Some common problems found in fluid samples are:

  • elevated water content — due to ingression into the reservoir during equipment servicing or fluid refilling
  • elevated particle count — due to inefficient filtration of particles, such as oxidized metal from fill fluid or system piping, steel from valve or pump wear, silica or fiber from external ingression or process operation, and
  • oxidation — due to high system temperatures causing a reaction between the oil and oxygen, which can form sludge in the oil, lacquers, and varnishes on hot surfaces.

Some labs will provide an analysis report within 24 hours of fluid sample receipt. The report includes tips on improving or maintaining current fluid conditions and compares data from two previous samples, if available, with results of current samples. Viewing results of three side-by-side samples aids in easy recognition of trends that may indicate increased levels of contamination.

Labs also may offer guidance on what to do about contamination. Based on the type of metal content found in a fluid, they could recommend that users check on specific system components that may be wearing out and releasing particles into the fluid.

Selecting a lab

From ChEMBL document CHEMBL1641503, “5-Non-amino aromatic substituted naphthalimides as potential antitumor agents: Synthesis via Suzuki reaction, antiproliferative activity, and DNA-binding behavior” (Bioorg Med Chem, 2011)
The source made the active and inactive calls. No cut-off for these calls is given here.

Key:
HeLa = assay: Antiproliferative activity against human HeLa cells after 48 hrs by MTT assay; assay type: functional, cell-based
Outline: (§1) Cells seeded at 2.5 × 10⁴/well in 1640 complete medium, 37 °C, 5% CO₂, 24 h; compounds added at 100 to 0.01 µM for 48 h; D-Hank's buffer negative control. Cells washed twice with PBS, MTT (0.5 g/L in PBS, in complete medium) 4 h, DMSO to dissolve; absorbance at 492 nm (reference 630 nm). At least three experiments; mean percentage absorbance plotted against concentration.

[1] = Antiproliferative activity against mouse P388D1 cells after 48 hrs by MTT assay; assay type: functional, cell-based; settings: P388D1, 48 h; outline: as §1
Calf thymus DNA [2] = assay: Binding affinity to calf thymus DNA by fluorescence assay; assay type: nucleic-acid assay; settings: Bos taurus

Because many fluid analysis labs are available, be sure to

look for one with experience, a full range of testing capabilities, ISO certification, and quick turnaround time. The most reliable labs will provide the best fluid evaluation — and the best means to improve and maintain the health of your hydraulic fluid.

Wassan Shaffou is lab manager for Eaton Corp., Southfield Mich. Visit hydraulics.eaton.com/services/ fluid_analysis for more details on Eaton's lab.


Water and temperature sensor continuously monitors hydraulic and lubrication fluids
The new Testmate Water Sensor (TWS-C) from Schroeder Industries, Leetsdale, Pa., is designed for continuous monitoring of hydraulic and

lubrication fluids. The TWS-C measures water content relative to the percent saturation of the fluid, and ranges from zero (indicating the absence of water) to 100 (indicating 100% water). It is suitable for a variety of applications, including laboratory equipment.

A special capacitance sensor absorbs water molecules from the fluid and changes the capacity value that is directly related to the saturation level of the fluid. An integrated thermoelement on the sensor measures the temperature of the fluid in the range of 13° to 212° F ( 25° to 100°C). Both this value and the degree of saturation are reported as a 4 to 20 mA signal.

The TWS-C can be directly installed into the hydraulic system with a threaded connection. It is recommended that the sensor be mounted vertically in a known turbulent area with the mechanical connection pointing upwards in hydraulic applications. Additionally, the sensor should be fully submerged with fluid free-flowing around the sensor.

For more information, visit www.schroederindustries.com